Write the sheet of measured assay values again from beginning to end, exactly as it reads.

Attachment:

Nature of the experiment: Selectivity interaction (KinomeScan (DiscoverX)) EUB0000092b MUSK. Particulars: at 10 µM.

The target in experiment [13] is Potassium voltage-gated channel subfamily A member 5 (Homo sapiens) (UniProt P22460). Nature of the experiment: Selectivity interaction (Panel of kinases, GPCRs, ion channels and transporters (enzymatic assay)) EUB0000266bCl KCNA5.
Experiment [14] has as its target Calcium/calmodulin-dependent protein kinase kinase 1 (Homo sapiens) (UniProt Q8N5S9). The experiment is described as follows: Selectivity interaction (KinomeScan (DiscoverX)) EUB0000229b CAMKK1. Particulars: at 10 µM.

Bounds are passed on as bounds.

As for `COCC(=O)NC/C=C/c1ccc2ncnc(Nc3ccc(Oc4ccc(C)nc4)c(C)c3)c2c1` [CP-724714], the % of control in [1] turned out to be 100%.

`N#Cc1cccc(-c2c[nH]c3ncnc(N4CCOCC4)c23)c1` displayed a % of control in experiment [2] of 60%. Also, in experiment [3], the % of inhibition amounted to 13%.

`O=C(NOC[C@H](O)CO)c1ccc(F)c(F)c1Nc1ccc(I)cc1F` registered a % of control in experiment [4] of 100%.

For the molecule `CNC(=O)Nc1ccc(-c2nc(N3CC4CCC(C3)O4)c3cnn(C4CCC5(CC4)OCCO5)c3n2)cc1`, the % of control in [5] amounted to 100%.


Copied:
Nature of the experiment: Selectivity interaction (KinomeScan (DiscoverX)) EUB0000092b MUSK. Particulars: at 10 µM.

The target in experiment [13] is Potassium voltage-gated channel subfamily A member 5 (Homo sapiens) (UniProt P22460). Nature of the experiment: Selectivity interaction (Panel of kinases, GPCRs, ion channels and transporters (enzymatic assay)) EUB0000266bCl KCNA5.
Experiment [14] has as its target Calcium/calmodulin-dependent protein kinase kinase 1 (Homo sapiens) (UniProt Q8N5S9). The experiment is described as follows: Selectivity interaction (KinomeScan (DiscoverX)) EUB0000229b CAMKK1. Particulars: at 10 µM.

Bounds are passed on as bounds.

As for `COCC(=O)NC/C=C/c1ccc2ncnc(Nc3ccc(Oc4ccc(C)nc4)c(C)c3)c2c1` [CP-724714], the % of control in [1] turned out to be 100%.

`N#Cc1cccc(-c2c[nH]c3ncnc(N4CCOCC4)c23)c1` displayed a % of control in experiment [2] of 60%. Also, in experiment [3], the % of inhibition amounted to 13%.

`O=C(NOC[C@H](O)CO)c1ccc(F)c(F)c1Nc1ccc(I)cc1F` registered a % of control in experiment [4] of 100%.

For the molecule `CNC(=O)Nc1ccc(-c2nc(N3CC4CCC(C3)O4)c3cnn(C4CCC5(CC4)OCCO5)c3n2)cc1`, the % of control in [5] amounted to 100%.